I am running into a problem with COMSOL on Ubuntu (both 10.04 LTS and 11.04). When using the option -np x with x > 1, COMSOL crashes systematically after a short, yet random amount of time with the following error:

> [thread 140538491361024 also had an error] terminate called without an active exception 
> Aborted

When setting only one working process (-np 1), the error disappear. The COMSOL support staff told me that there must be a problem with the threading libraries. I suspect that they just have no idea what to tell me.

Do you guys have any idea as how to solve this problem? Have you ever encountered such an error with COMSOL or another piece of software?

Thanks a lot,

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    $\begingroup$ Off-topic in my opinion $\endgroup$ – akid Dec 7 '11 at 8:44
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    $\begingroup$ well, COMSOL is a core computational software package. This might well be a server-side problem, but how can i know for sure? There are good chances that this will be useful to people using COMSOL in the future. Plus: the guys at SuperUser and ServerFault were unable to answer my question (and didn't care). $\endgroup$ – Greg Dec 7 '11 at 9:20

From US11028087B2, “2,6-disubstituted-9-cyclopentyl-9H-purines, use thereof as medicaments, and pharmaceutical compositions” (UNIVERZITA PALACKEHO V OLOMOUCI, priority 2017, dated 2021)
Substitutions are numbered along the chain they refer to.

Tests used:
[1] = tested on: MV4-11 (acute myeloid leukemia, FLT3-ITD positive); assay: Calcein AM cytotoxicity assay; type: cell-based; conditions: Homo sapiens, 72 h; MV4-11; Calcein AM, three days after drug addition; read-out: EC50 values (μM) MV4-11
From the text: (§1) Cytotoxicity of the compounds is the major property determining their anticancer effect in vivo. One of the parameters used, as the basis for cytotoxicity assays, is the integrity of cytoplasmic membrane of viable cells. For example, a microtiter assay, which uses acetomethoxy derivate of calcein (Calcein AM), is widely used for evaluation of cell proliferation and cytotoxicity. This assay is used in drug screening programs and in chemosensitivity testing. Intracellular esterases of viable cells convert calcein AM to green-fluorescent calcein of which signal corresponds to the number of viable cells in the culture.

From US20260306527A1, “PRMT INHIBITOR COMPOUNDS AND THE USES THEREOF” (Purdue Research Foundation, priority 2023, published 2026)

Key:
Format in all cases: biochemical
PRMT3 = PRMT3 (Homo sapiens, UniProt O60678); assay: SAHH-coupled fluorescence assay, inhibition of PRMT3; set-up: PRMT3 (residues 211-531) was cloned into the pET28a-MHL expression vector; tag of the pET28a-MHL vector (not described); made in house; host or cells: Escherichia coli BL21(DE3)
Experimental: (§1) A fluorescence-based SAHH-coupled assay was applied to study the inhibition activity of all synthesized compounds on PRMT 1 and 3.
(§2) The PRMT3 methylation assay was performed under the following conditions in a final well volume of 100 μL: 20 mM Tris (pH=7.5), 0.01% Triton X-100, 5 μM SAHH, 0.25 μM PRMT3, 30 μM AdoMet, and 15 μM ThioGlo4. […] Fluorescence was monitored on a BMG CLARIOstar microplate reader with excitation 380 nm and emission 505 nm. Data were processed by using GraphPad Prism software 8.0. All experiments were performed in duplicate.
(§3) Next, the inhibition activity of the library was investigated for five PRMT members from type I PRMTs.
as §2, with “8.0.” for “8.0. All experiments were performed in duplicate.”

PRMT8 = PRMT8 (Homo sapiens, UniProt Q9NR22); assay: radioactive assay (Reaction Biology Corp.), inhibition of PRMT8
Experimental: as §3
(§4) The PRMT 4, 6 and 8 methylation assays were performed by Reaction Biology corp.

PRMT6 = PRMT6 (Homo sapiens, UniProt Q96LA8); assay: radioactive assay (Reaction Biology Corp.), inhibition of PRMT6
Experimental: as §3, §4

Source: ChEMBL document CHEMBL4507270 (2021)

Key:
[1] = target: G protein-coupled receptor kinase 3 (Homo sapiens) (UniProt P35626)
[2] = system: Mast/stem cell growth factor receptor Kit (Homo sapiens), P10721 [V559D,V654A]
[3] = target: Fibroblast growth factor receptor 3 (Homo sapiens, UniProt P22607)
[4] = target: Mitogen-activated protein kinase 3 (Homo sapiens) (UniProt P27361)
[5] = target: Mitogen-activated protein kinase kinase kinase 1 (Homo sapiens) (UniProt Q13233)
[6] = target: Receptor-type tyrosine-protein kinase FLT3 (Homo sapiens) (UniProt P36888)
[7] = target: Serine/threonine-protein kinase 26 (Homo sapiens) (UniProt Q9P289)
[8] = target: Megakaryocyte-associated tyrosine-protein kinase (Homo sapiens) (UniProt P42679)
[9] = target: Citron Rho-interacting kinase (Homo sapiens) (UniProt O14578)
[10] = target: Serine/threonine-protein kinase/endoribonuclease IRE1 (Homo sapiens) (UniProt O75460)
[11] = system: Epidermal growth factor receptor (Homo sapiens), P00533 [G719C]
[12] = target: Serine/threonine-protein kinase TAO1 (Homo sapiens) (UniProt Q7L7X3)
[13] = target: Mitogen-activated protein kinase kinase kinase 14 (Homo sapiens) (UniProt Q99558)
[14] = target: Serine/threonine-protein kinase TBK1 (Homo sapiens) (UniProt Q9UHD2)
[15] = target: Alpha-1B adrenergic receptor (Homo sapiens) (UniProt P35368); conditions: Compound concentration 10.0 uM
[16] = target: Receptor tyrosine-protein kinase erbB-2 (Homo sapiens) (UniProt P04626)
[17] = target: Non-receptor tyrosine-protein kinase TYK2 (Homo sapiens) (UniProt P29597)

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    $\begingroup$ I get that, but I wouldn't want to see the site flooded with questions about setting up software packages (e.g. OpenFOAM doesn't compile, Ansys is complaining about my license, PETSc is missing libraries, ...). Just my two cents. $\endgroup$ – akid Dec 7 '11 at 9:53

That thread ID looks bogus to me, which leads me to believe someone is writing over memory. I think the most helpful thing you could do for the COMSOL guys is to run this under valgrind and send them the output.

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    $\begingroup$ I have to say that the COMSOL guys are not as supportive and helpful as one would wish for such an expensive piece of software. $\endgroup$ – Greg Dec 8 '11 at 12:16

You don't seem to be running the latest version of COMSOL. You might want to install the latest updates and try again. See http://www.comsol.com/support/updates/comsol42p3/ I'm able to run comsol -np x (x > 1) on a Scientific Linux 6.0 without problems.

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    $\begingroup$ (edited the question) $\endgroup$ – Greg Dec 7 '11 at 9:18

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